The data used to implement and validate the proposed methodology were obtained from the MIT/BIH Arrhythmia Database, which consists of 48 records of two-channel ECGs, obtained from 47 subjects (25 men aged 32 to 89 years, 22 women aged 23 to 89 years), at Boston’s Beth Israel Hospital between 1975 and 1979 [19] . Each record is over 30 minutes long, and was digitized at 360 samples per second per channel with 11-bit resolution over a 10 mV range. A record consists of at least three files. For example, Record 106 has 106.atr, 106.dat, and 106.hea files. The annotation files (extension .atr) contain labels for each heart beat indicating its location (time

Figure 1. The basic cardiac cycle and associated waves [3] .

Figure 2. Alterations in the ECG shape due to alterations in potassium concentration (hyperkalemia and hypokalemia) [20] and numbers in each figure correspond to concentrations (mEq/L).

of occurrence) and type (for example, “V” for PVC and “N” for normal beat). There are also other annotations that indicate changes in the predominant cardiac rhythm and signal quality. The .dat file contains the ECG samples (in millivolts). The .hea (header) file is a text file that describes the signals in details.

2. Methods

The proposed method to detect PVC and to associate this arrhythmia with abnormal concentrations of calcium and potassium is based on a model composed of three main blocks: PVC detection, identification of disorders related to potassium (hypercalemia and hypocalemia) and identification of disorders related to calcium (hypercalcemia and hypocalcemia). It is important to mention that this information is obtained separately and from the same measured ECG record. The classification of each heart beat into normal or PVC is achieved by an ANN through pattern recognition of each QRS complex of an ECG record. A developed algorithm allows to associate changes on the amplitude of T and U waves (Figure 2) and shortening or extension of the QT interval (Figure 1), with abnormalities in potassium and calcium concentrations, respectively.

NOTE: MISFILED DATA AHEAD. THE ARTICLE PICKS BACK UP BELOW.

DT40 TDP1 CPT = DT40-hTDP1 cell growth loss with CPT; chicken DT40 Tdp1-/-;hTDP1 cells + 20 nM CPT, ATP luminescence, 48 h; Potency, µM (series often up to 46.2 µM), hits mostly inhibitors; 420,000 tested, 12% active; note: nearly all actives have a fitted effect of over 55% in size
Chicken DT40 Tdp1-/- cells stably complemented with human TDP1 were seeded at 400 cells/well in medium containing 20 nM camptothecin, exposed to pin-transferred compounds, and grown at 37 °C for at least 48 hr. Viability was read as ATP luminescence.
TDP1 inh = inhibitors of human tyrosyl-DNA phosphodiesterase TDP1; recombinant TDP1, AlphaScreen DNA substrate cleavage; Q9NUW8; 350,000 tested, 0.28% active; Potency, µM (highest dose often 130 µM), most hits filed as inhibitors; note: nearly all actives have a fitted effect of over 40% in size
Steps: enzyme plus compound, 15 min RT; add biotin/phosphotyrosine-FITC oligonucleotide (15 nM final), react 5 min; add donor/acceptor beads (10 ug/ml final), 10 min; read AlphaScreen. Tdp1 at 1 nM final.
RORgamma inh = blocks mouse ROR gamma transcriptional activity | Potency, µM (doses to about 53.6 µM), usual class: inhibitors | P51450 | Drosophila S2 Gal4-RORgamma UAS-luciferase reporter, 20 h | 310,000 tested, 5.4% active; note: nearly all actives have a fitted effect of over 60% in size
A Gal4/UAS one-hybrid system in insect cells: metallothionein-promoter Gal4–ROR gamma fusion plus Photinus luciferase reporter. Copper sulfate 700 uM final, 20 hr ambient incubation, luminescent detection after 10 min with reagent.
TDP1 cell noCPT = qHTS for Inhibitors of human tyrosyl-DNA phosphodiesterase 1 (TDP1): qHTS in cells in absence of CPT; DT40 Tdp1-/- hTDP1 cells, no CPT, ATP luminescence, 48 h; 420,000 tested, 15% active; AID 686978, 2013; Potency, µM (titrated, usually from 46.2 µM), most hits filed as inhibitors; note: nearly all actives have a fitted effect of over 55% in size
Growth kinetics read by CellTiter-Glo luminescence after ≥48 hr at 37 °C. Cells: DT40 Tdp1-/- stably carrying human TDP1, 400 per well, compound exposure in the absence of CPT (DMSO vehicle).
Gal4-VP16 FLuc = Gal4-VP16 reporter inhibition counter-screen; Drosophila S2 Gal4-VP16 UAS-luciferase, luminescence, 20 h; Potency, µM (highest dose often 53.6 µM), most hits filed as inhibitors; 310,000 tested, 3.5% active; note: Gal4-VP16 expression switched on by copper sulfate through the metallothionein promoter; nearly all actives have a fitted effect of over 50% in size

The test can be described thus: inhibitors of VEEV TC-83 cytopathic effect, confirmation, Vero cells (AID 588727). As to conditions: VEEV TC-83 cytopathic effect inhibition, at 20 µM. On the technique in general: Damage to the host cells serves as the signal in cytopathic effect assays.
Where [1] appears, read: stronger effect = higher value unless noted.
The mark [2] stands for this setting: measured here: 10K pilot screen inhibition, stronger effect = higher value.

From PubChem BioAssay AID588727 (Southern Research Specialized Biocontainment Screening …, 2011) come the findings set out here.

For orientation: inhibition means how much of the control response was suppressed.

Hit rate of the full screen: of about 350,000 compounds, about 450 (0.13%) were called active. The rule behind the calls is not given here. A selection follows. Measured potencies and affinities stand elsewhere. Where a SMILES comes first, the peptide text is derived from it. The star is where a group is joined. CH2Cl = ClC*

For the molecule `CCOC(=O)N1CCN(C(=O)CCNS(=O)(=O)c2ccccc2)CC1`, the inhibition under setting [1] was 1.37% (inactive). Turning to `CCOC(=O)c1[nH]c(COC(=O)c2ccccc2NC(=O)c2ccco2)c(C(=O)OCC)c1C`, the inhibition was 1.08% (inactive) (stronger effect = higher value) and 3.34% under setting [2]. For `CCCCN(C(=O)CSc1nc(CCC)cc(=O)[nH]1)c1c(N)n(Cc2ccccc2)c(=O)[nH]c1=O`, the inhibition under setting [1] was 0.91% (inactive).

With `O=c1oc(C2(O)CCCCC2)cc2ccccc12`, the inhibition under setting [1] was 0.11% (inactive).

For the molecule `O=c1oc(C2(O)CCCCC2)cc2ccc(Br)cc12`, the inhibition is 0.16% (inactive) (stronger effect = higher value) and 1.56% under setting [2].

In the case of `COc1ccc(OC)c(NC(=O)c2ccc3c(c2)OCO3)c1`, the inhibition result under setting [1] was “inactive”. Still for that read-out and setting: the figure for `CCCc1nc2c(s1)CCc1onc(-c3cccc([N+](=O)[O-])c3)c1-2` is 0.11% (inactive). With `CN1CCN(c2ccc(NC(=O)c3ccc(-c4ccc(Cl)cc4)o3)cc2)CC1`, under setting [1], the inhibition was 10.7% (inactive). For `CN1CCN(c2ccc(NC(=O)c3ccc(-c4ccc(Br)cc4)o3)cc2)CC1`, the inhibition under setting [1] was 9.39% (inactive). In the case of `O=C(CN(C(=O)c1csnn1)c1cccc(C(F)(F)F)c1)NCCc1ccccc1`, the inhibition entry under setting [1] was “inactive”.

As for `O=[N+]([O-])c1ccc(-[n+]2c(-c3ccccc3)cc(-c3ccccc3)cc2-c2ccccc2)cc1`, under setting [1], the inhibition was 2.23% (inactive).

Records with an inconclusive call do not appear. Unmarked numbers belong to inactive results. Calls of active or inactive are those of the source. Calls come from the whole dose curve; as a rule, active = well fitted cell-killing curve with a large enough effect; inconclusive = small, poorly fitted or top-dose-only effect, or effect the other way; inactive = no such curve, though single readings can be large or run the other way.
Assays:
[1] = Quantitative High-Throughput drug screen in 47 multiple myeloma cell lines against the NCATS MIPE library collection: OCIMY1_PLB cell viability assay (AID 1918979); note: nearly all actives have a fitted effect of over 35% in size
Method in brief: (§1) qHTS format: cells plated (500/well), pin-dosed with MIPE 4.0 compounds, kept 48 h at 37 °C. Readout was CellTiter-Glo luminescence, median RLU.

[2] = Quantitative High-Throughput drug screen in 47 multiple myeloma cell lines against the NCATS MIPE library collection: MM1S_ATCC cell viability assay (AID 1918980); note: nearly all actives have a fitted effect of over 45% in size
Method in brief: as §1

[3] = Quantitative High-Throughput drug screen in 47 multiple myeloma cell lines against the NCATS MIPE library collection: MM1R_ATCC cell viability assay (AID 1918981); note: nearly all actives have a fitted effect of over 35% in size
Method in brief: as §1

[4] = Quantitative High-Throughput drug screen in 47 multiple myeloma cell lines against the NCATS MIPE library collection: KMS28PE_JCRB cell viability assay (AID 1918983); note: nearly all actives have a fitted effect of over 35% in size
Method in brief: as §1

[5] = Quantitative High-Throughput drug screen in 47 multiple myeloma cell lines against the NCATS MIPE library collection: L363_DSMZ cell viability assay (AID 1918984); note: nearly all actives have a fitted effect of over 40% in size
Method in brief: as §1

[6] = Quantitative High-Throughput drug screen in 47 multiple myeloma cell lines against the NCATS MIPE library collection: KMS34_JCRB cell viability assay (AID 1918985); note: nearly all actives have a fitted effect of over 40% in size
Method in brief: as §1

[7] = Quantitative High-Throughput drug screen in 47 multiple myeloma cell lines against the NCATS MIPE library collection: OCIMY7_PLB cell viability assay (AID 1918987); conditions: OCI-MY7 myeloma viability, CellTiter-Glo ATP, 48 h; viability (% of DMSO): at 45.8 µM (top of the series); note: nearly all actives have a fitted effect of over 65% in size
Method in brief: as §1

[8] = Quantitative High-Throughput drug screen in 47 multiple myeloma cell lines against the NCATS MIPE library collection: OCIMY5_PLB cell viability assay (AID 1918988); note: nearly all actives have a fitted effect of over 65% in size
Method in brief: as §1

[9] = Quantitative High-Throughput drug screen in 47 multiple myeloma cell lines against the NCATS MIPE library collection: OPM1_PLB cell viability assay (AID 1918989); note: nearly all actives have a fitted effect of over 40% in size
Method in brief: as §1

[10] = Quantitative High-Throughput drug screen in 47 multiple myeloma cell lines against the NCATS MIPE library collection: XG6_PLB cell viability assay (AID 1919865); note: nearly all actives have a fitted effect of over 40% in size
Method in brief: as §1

2.1. Ion Concentration Classification

As already pointed out above (shown in Figure 2), hypokalemia is characterized by a reduction of T wave amplitude and an increasing in the U wave amplitude. Figure 2 also shows that hyperkalemia can produce peaked T waves and in extreme cases it can produce a “sine-wave” appearance on the ECG. The literature review showed no automatic method to detect these changes. Therefore, the main question arises: how to build an automated tool to classify each T and U wave? How can these amplitudes indicate disorders such as hyperkalemia and hypokalemia? Furthermore, there is another drawback. The amplitudes of T and U waves vary from one ECG to another (after all, the waveforms in an ECG depend of each patient). In order to handle this feature the amplitudes of each U and T waves of a beat belonging to a patient record were normalized with respect to the maximum amplitude of the respective R wave. In the lack of more detailed experimental data and to implement the classification of the U and T waves, we carried out precise analyzes of the waves shown in Figure 2. These detailed analyzes served as the basis to build Table 1. The U wave amplitude was used to characterize hypokalemia. In the first column of Table 1, the U wave amplitude is divided into amplitude ranges. The four graphs from the top of Figure 2 show the amplitudes corresponding to hypocalemia concentrations of 2.8, 2.5, 2.0 and 1.7 mEq/L, respectively. These amplitudes correspond to the rows of first column of Table 1. Similarly, the T wave amplitude was used to characterize hyperkalemia. The four graphs from the bottom of Figure 2 show the amplitudes corresponding to hypercalemia concentrations of 6.5, 7.0 8.0 e 9.0 mEq/L, respectively. These amplitudes correspond to the rows of second column shown in Table 1. Based on these data shown in Table 1 it was developed an algorithm that identifies if each ECG beat is normal or shows signs that can characterize hypokalemia or hyperkalemia. Furthermore, the algorithm also indicates the possible concentration of the ion causing the disturbance.